Indian Film Festival of Melbourne 2017: All you need to know

Posted on 8 August, 2017 by Team Wishberry

Between August 10 and 22, Melbourne will witness a myriad of Indian films courtesy the Indian Film Festival of Melbourne. The festival will showcase 60 films in 20 different languages — a hint at the diversity at play when it comes to Indian cinema! Festival Director Mitu Bhowmick-Lange has said that, “This August the Indian Film Festival of Melbourne will present films that explore diversity and the endless potential of humanity. Audiences will immerse themselves in 13 days of film, including Bollywood blockbusters, powerful indie films and stunning documentaries from India and the subcontinent. These films were curated to entertain, inspire, enrage, engage and challenge viewers. We look forward to welcoming a fantastic lineup of guests and welcoming audiences to our screenings and special events.”

 

Categories at the festival:

 

Hurray Bollywood

 

This section of the festival will focus on mainstream Hindi films that went on to become major box office hits. The names include Karan Johar’s Ae Dil Hai Mushkil, Badrinath Ki Dulhaniya, Gauri Shinde’s Dear Zindagi and the biopic M.S. Dhoni.

 

Beyond Bollywood

 

This section of the festival celebrates cinema that is not the product of Bollywood. Some of the names in this section include:


Lipstick Under My Burkha

 

Alankrita Srivastava’s groundbreaking “lady-oriented” film about 4 women who break stereotypes in small-town India has managed to both shock and awe its audience! This will also be the festival’s opening film.

 


 

You can read our review of the film here.

 

A Death In The Gunj

 

Konkona Sen Sharma’s directorial debut has been lauded by critics and the audience alike. Billed as a coming-of-age tale set in the 70s in the sleepy town of McCluskiegunj in Bihar (Jharkhand today), the film witnessed powerful performances from actors Vikrant Massey, Kalki Koechlin, Tanuja, Tillotama Shome, Ranvir Shorey and Gulshan Devaiah.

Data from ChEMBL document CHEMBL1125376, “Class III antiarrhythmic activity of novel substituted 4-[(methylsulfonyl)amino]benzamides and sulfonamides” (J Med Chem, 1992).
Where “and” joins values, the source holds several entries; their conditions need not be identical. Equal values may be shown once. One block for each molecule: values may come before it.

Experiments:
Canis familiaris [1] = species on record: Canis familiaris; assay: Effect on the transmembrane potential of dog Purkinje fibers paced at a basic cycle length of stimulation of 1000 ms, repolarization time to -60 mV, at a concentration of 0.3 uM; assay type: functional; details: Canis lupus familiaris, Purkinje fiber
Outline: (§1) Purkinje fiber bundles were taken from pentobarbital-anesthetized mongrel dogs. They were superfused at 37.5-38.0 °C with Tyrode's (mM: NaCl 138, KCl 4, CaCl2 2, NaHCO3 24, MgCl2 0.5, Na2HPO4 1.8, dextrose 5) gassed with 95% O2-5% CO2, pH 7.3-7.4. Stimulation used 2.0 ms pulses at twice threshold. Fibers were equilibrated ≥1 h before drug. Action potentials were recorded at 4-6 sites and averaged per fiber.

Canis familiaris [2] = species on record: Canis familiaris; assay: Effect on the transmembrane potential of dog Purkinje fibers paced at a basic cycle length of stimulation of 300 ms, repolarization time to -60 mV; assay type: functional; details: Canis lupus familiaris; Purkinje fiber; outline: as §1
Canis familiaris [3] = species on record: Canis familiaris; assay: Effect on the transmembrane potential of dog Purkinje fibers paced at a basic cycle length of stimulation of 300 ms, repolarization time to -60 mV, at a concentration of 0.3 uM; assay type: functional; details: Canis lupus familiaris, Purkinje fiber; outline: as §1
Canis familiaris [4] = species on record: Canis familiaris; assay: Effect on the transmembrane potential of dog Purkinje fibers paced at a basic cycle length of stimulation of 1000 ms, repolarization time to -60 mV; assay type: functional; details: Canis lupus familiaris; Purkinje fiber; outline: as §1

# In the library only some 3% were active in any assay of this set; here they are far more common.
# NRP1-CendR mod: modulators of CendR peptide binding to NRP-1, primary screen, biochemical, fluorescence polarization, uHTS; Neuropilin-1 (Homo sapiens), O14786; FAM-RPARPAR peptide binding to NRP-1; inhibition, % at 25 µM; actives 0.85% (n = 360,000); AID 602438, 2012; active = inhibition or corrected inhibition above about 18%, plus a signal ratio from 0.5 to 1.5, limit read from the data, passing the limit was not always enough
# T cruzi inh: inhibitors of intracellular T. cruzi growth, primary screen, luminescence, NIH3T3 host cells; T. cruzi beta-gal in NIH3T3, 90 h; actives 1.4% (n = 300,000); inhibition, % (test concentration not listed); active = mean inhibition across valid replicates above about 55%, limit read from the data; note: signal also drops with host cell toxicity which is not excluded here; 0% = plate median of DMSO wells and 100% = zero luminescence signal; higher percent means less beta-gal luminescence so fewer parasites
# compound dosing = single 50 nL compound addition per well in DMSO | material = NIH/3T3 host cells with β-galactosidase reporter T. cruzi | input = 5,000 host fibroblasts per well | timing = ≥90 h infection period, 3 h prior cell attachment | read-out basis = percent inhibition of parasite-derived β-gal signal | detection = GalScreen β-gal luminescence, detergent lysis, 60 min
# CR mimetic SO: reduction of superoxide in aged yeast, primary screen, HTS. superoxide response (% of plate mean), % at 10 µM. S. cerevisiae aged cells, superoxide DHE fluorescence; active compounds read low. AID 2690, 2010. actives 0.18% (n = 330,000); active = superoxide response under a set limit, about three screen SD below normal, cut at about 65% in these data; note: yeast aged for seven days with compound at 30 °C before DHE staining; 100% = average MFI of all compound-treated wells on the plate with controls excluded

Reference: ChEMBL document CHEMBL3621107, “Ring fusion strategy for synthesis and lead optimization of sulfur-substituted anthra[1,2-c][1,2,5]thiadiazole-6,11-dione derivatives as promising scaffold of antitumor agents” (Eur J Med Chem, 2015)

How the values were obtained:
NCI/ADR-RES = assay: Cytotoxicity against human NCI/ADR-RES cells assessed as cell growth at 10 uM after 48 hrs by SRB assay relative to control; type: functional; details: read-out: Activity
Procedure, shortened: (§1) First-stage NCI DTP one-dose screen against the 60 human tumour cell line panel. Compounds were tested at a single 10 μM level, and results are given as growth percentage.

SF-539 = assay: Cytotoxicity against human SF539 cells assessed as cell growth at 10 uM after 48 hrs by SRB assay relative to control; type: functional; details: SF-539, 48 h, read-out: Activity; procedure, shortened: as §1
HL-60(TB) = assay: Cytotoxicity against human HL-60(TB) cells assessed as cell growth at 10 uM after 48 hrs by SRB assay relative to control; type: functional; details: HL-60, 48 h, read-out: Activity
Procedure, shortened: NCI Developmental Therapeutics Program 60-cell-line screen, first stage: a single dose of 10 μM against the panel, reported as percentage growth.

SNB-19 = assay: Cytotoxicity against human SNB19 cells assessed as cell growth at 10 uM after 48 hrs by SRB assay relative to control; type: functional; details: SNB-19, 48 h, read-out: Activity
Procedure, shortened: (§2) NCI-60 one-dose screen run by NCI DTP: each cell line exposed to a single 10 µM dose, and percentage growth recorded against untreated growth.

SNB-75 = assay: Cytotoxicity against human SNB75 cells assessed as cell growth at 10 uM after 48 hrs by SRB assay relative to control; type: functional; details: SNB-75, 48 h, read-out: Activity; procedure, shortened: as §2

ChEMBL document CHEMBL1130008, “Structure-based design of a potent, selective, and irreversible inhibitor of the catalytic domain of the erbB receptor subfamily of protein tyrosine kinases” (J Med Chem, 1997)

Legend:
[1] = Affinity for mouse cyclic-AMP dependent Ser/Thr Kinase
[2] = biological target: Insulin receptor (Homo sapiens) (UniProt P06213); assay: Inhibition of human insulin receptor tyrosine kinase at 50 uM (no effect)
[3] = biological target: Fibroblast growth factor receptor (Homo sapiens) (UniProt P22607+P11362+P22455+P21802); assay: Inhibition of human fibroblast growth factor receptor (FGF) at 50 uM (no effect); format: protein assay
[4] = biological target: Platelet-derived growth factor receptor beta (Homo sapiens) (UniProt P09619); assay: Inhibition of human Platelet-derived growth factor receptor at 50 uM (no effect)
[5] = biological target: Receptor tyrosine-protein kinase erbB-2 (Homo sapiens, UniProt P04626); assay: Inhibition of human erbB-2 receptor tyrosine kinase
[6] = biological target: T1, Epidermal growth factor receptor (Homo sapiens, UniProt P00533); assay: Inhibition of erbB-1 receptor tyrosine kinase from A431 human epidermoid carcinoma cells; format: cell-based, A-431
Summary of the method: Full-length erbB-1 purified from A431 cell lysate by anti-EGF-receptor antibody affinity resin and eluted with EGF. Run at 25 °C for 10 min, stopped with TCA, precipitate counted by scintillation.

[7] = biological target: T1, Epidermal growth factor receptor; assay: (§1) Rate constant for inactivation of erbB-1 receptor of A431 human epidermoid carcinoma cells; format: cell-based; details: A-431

A Billion Colour Story

 

Director Padmakumar Narasimhamurthy’s multiple-award-winning feature film debut tackles the controversial subjects of religious divide and bigotry in modern-day India.



 

Doctor Rakhmabai

 

Ananth Mahadevan’s film celebrates the powerful feminist figure of colonial India Dr. Rakhmabai, who was not only the country first practicing female doctor at the time but was also instrumental in the passage of the Consent Act which outlawed child marriages across the British Empire. The film features Tanishtha Chatterjee along with Bharat Dabholkar, Santos Juvekar, Kavita Lad, and Prasad Oak.

 


 

Harikatha Prasanga (The Chronicles of Hari)

 

This film has been generating a lot of buzz in the festival circuit since 2016. Ananya Kasaravalli's debut feature is a telling tale of ostracization that the transgender community has faced and continues to battle even today — in 2017 India.

 


 

Mukti Bhawan

 

Shubhashish Bhutani’s human drama about a father and son bonding while the father waits to ‘die’, has received critical acclaim across festivals such as Busan International Film Festival and Dubai International Film Festival. The film’s cast includes Adil Hussain, Lalit Behl, and Geetanjali Kulkarni.